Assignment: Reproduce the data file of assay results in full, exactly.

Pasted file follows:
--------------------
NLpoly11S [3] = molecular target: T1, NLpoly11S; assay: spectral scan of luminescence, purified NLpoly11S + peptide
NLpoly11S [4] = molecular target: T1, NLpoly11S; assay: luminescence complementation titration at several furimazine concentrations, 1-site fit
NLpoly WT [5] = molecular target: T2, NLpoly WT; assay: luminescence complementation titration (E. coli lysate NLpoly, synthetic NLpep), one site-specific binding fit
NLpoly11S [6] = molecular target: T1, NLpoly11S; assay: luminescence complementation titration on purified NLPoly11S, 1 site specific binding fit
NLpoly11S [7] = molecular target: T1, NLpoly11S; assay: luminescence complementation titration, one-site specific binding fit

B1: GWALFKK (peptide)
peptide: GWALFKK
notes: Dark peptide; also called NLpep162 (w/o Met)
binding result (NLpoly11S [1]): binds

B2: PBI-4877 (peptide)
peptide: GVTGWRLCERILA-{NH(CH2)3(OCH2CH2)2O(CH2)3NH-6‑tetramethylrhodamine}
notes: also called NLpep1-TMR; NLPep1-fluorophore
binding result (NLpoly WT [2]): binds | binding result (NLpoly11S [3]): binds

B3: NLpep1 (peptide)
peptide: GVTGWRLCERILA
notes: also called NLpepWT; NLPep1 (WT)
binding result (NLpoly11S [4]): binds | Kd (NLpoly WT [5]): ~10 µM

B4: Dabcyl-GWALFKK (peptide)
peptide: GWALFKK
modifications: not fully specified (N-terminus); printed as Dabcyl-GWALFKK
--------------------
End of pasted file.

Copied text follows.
NLpoly11S [3] = molecular target: T1, NLpoly11S; assay: spectral scan of luminescence, purified NLpoly11S + peptide
NLpoly11S [4] = molecular target: T1, NLpoly11S; assay: luminescence complementation titration at several furimazine concentrations, 1-site fit
NLpoly WT [5] = molecular target: T2, NLpoly WT; assay: luminescence complementation titration (E. coli lysate NLpoly, synthetic NLpep), one site-specific binding fit
NLpoly11S [6] = molecular target: T1, NLpoly11S; assay: luminescence complementation titration on purified NLPoly11S, 1 site specific binding fit
NLpoly11S [7] = molecular target: T1, NLpoly11S; assay: luminescence complementation titration, one-site specific binding fit

B1: GWALFKK (peptide)
peptide: GWALFKK
notes: Dark peptide; also called NLpep162 (w/o Met)
binding result (NLpoly11S [1]): binds

B2: PBI-4877 (peptide)
peptide: GVTGWRLCERILA-{NH(CH2)3(OCH2CH2)2O(CH2)3NH-6‑tetramethylrhodamine}
notes: also called NLpep1-TMR; NLPep1-fluorophore
binding result (NLpoly WT [2]): binds | binding result (NLpoly11S [3]): binds

B3: NLpep1 (peptide)
peptide: GVTGWRLCERILA
notes: also called NLpepWT; NLPep1 (WT)
binding result (NLpoly11S [4]): binds | Kd (NLpoly WT [5]): ~10 µM

B4: Dabcyl-GWALFKK (peptide)
peptide: GWALFKK
modifications: not fully specified (N-terminus); printed as Dabcyl-GWALFKK